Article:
World War II and beyond

As in 1914, the ILP opposed World War II on ethical grounds, and turned to the left. One aspect of its leftist policies in this period was that it opposed the war-time truce between the major parties and actively contested Parliamentary elections. In one such contest, the Cardiff East by-election in 1942, this was with the result that Fenner Brockway, the ILP candidate, found himself opposed by a Conservative candidate for whom the local Communist Party actively campaigned.

The ILP still had some significant strength at the end of the war, but it went into crisis shortly afterwards. At the 1945 general election it retained three MPs, all in Glasgow, although only one of them had a Labour opponent. Its conference rejected calls to reaffiliate to the Labour Party. A major blow came in 1946 when the party's best known public spokesman, James Maxton MP, died. The ILP narrowly held his seat in the 1946 Glasgow Bridgeton by-election (against a Labour opponent). However, all its MPs defected to Labour at various stages in 1947, and the party was roundly defeated at the 1948 Glasgow Camlachie by-election, in a seat it had won easily only three years earlier. The party was never again able to win a significant vote in a parliamentary election.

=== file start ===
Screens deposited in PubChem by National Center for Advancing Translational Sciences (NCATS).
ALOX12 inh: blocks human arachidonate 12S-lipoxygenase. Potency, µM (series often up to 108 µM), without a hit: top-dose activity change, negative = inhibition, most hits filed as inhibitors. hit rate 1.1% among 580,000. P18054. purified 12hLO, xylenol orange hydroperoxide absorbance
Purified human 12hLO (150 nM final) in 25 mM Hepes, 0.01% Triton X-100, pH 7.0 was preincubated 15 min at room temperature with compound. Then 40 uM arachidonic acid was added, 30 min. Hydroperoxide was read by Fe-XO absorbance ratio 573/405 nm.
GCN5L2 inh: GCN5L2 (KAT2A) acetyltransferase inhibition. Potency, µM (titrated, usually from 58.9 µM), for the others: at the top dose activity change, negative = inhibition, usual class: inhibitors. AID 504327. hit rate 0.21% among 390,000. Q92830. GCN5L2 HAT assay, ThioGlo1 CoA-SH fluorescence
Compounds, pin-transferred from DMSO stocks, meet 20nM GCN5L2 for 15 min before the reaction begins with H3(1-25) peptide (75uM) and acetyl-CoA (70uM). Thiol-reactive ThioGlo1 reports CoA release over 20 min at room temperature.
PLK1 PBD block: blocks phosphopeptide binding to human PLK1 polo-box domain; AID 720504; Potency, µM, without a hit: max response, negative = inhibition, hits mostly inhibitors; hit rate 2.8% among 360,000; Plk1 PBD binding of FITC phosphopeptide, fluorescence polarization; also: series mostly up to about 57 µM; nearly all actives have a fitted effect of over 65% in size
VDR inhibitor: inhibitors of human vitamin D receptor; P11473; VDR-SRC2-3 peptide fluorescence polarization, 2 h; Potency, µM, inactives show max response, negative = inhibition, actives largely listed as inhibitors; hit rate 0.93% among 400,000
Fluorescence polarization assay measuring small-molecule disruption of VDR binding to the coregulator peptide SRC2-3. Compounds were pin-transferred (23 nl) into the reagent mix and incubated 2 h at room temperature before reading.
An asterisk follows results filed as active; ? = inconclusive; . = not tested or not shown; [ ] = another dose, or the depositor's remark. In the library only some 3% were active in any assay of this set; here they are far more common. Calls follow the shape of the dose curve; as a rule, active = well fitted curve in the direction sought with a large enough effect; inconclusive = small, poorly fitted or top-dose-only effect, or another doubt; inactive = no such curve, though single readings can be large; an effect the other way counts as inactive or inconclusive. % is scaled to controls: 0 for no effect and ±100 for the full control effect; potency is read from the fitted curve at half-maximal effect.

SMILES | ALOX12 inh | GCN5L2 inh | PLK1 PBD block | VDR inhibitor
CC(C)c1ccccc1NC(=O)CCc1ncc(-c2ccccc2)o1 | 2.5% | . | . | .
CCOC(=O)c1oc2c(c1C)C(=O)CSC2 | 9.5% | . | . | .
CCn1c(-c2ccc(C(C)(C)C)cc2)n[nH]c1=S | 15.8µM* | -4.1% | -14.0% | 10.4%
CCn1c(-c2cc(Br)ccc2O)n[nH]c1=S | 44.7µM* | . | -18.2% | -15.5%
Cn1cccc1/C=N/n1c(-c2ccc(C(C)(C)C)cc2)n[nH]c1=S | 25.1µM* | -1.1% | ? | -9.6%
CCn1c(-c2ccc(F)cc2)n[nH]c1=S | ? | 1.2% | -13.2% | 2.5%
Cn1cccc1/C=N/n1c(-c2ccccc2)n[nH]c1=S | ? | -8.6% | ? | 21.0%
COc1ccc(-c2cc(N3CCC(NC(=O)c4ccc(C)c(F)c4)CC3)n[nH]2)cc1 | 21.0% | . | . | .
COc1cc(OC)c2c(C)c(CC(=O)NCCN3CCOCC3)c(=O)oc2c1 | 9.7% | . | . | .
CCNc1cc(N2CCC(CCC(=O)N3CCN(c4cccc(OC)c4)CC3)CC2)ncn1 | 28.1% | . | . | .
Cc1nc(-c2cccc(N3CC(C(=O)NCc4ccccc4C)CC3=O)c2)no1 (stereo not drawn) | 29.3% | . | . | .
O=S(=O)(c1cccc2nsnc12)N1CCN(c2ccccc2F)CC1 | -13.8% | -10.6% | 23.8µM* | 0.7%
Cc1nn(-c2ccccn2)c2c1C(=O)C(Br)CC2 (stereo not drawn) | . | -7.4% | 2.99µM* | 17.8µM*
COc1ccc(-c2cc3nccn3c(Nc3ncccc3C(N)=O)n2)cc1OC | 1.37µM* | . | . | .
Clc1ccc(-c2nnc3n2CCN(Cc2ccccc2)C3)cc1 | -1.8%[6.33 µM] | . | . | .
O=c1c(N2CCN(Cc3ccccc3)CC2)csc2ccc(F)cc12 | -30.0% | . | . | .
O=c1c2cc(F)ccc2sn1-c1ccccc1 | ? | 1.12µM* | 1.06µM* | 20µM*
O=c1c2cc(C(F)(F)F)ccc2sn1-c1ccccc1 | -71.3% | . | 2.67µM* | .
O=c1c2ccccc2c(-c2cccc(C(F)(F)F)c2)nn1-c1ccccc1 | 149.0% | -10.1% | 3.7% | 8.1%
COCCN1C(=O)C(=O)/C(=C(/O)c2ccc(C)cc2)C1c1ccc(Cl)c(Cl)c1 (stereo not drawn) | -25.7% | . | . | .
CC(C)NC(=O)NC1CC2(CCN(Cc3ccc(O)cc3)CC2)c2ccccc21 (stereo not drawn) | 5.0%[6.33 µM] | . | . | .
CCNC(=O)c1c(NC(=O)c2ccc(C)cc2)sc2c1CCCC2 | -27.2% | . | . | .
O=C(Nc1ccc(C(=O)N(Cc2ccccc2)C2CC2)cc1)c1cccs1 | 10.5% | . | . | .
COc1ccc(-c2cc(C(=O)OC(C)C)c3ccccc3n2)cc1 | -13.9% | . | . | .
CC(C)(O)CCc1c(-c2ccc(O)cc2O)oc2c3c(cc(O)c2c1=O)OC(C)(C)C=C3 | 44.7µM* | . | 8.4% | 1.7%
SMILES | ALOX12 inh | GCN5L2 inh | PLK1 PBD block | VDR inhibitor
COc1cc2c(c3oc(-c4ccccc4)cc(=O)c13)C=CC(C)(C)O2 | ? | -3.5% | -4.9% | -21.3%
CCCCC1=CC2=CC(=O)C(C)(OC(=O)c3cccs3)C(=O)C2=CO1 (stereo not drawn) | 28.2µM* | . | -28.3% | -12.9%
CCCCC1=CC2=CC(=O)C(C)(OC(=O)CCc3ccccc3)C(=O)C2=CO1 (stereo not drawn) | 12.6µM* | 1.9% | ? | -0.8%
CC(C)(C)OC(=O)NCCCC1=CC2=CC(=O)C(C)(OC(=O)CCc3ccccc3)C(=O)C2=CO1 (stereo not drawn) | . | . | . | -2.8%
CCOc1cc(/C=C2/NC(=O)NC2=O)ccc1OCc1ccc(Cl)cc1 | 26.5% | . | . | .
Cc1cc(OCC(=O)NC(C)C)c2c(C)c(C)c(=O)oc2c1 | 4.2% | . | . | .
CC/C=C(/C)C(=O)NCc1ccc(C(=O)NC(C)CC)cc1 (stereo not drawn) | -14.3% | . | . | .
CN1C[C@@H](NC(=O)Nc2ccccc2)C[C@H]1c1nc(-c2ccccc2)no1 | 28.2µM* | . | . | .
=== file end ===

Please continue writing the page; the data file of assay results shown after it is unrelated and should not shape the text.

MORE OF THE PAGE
Despite these blows, the ILP continued. Throughout the 1950s and into the early 1960s it pioneered opposition to nuclear weapons and sought to publicise ideas such as workers' control. It also maintained links with the remnants of its fraternal groups, such as the POUM, who were in exile, as well as campaigning for decolonisation.

In the 1970s, the ILP reassessed its views on the Labour Party, and in 1975 it renamed itself Independent Labour Publications and became a pressure group inside Labour.

List of chairs

Other notable members

Conferences of the ILP

Source: On-line Register of the ILP Archives at the British Library of Political and Economic Science,
Year Name Location Dates Delegates
1893 Founding Conference Bradford 14–16 January 120
1894 2nd Annual Conference Manchester 2–3 February
1895 3rd Annual Conference Newcastle upon Tyne 15–17 April
1896 4th Annual Conference Nottingham 6–7 April
1897 5th Annual Conference London 19–20 April
1898 6th Annual Conference Birmingham 11–12 April
1899 7th Annual Conference Leeds 3–4 April
1900 8th Annual Conference Glasgow 16–17 April
1901 9th Annual Conference Leicester 8–9 April
1902 10th Annual Conference Liverpool 31 March – 1 April
1903 11th Annual Conference York 13–14 April
1904 12th Annual Conference Cardiff 4–5 April
1905 13th Annual Conference Manchester 24–25 April